Change Your Mind: Skeleton Faith

Skeleton Faith

by Randy Robison

Words of LIFE Weekly Devotional

I would never have guessed that the Winter Olympics could illustrate a spiritual truth so well, but as I watched the coverage, I realized that a couple of events demonstrate two different approaches to our faith. One is good; the other is not so good.

Consider the bobsled. It has a steel frame, fiberglass hull, front runners and rear runners, push bars, brakes, and a steering system. It takes two or four people working together to get it moving and keep it on track. The sled weighs hundreds of pounds and hits speeds up to 90mph. If something goes wrong (and it sometimes does), everybody's wearing helmets and the body of the sled offers good protection.

Contrast this with a similar sport called the Skeleton. Like the Luge, there is no frame, no hull, no brakes…really there’s hardly anything. It’s basically a guy in spandex and a helmet on two razor blades going 90mph down an ice chute. In the Luge, they slide feet first with one or two people. In the Skeleton, they go head first all alone. A lot of people have gotten injured and even killed doing this.

If you ask me, that’s a bit crazy.

But that’s the way many people approach their faith. They’ve got one narrow thing and they’re riding it for all it’s worth. It’s like “Oh I have faith” but there’s not the understanding that the writer of Proverbs talks about. Or maybe “I have the Bible” but the idea of the Holy Spirit being alive scares you. Or “I have truth” but zero patience or love. Or the big one these days, “It’s all about grace” and that somehow means there is no such thing as sin or a need for accountability.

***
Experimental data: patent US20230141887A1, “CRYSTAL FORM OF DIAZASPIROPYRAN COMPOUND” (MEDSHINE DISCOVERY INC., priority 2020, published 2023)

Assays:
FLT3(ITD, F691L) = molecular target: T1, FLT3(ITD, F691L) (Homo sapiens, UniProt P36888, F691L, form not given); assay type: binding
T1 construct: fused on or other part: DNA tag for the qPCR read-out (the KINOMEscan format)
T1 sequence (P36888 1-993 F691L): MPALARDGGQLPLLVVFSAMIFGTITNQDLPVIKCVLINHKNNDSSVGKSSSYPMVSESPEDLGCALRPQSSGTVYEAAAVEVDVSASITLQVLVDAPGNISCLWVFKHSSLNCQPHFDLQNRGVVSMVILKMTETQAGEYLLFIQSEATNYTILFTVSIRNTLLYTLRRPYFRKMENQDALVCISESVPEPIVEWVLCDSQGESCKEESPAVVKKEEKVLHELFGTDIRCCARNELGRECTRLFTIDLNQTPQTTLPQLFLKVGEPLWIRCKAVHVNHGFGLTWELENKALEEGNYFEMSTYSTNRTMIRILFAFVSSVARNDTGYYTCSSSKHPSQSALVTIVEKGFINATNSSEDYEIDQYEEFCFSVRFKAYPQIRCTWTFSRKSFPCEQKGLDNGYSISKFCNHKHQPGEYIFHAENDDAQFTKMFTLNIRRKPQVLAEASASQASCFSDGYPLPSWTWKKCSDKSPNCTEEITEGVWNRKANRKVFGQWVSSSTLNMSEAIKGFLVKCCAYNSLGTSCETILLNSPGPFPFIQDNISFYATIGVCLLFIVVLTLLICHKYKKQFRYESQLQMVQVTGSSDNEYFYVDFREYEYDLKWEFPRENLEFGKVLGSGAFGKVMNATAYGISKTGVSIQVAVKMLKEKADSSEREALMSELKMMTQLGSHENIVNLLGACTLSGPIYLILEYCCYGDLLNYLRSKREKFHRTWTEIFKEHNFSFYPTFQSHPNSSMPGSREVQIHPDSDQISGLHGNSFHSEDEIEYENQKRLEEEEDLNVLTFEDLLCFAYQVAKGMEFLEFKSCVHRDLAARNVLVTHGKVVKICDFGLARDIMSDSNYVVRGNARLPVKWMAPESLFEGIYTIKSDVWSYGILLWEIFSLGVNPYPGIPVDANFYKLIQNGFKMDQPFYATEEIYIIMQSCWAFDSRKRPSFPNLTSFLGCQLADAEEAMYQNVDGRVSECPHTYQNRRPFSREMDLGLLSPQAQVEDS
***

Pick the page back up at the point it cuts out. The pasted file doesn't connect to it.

Don’t get me wrong; I’m not knocking any one of these things. We need them, but we need them all, and then some. Paul urged us to “put on the full armor of God,” not just one piece. A warrior with a shield but no helmet or sword won’t last long on the battlefield. We need faith, and the Word, and truth, and grace. But we also need knowledge, discernment, peace, joy, kindness, wisdom, self-control, goodness, gifts of the Spirit, and many other wonderful things outlined in scripture.

Any one thing will get us somewhere – these things are that powerful. You might get down the hill on a small flat seat and thin blades in the same way that you might be a good witness if you preach the truth. But how many great preachers have wrecked their lives for a lack of integrity?

Building your life on a single virtue is skeleton faith. It’s naked, dangerous, lonely, and a little crazy. If you really want to navigate the icy curves of life, you need faith more along the lines of a bobsled. You need something with weight to it.

You need the Word and wisdom to help you steer, discernment to help you brake, self-control to stay on your line, the helmet of salvation, the Holy Spirit to tell you when to lean left or right, fellowship with other believers, and every other blessing God offers to get you moving, protect you from harm, and enable you to master the course. All of these parts balance together to create an exciting ride. It’s fun, much safer, and not near as lonely. 

 That’s the kind of faith I want, and that’s the kind you can have, too.

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